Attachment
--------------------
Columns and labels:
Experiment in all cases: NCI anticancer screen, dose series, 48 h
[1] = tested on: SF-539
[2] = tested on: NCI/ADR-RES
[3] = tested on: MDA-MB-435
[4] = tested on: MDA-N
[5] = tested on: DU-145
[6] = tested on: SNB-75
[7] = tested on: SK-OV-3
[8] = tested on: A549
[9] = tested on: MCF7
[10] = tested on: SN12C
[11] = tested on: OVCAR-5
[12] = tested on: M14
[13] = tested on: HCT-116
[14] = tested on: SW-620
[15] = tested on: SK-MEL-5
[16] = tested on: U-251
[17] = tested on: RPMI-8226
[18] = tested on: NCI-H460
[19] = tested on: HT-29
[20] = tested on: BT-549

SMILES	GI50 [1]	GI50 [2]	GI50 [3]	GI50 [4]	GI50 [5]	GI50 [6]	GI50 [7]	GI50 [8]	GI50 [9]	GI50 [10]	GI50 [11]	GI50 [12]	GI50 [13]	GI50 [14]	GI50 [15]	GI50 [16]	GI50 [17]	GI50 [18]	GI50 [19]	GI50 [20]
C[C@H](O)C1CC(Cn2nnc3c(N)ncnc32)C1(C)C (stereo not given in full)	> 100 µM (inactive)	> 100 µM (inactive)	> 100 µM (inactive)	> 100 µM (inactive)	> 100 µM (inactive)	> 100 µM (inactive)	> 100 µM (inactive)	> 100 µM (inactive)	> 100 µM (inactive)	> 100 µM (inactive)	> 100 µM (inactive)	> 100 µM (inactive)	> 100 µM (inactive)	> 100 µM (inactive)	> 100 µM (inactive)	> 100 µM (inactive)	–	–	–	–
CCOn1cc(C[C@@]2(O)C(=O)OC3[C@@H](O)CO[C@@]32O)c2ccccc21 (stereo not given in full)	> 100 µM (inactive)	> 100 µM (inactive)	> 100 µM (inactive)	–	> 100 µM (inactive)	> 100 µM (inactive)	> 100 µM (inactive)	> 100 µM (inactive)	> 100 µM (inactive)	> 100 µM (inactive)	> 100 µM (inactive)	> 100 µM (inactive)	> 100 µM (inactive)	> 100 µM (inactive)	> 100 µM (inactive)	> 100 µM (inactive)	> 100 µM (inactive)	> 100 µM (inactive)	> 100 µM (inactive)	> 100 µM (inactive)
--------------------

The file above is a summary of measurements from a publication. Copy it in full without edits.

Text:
Columns and labels:
Experiment in all cases: NCI anticancer screen, dose series, 48 h
[1] = tested on: SF-539
[2] = tested on: NCI/ADR-RES
[3] = tested on: MDA-MB-435
[4] = tested on: MDA-N
[5] = tested on: DU-145
[6] = tested on: SNB-75
[7] = tested on: SK-OV-3
[8] = tested on: A549
[9] = tested on: MCF7
[10] = tested on: SN12C
[11] = tested on: OVCAR-5
[12] = tested on: M14
[13] = tested on: HCT-116
[14] = tested on: SW-620
[15] = tested on: SK-MEL-5
[16] = tested on: U-251
[17] = tested on: RPMI-8226
[18] = tested on: NCI-H460
[19] = tested on: HT-29
[20] = tested on: BT-549

SMILES	GI50 [1]	GI50 [2]	GI50 [3]	GI50 [4]	GI50 [5]	GI50 [6]	GI50 [7]	GI50 [8]	GI50 [9]	GI50 [10]	GI50 [11]	GI50 [12]	GI50 [13]	GI50 [14]	GI50 [15]	GI50 [16]	GI50 [17]	GI50 [18]	GI50 [19]	GI50 [20]
C[C@H](O)C1CC(Cn2nnc3c(N)ncnc32)C1(C)C (stereo not given in full)	> 100 µM (inactive)	> 100 µM (inactive)	> 100 µM (inactive)	> 100 µM (inactive)	> 100 µM (inactive)	> 100 µM (inactive)	> 100 µM (inactive)	> 100 µM (inactive)	> 100 µM (inactive)	> 100 µM (inactive)	> 100 µM (inactive)	> 100 µM (inactive)	> 100 µM (inactive)	> 100 µM (inactive)	> 100 µM (inactive)	> 100 µM (inactive)	–	–	–	–
CCOn1cc(C[C@@]2(O)C(=O)OC3[C@@H](O)CO[C@@]32O)c2ccccc21 (stereo not given in full)	> 100 µM (inactive)	> 100 µM (inactive)	> 100 µM (inactive)	–	> 100 µM (inactive)	> 100 µM (inactive)	> 100 µM (inactive)	> 100 µM (inactive)	> 100 µM (inactive)	> 100 µM (inactive)	> 100 µM (inactive)	> 100 µM (inactive)	> 100 µM (inactive)	> 100 µM (inactive)	> 100 µM (inactive)	> 100 µM (inactive)	> 100 µM (inactive)	> 100 µM (inactive)	> 100 µM (inactive)	> 100 µM (inactive)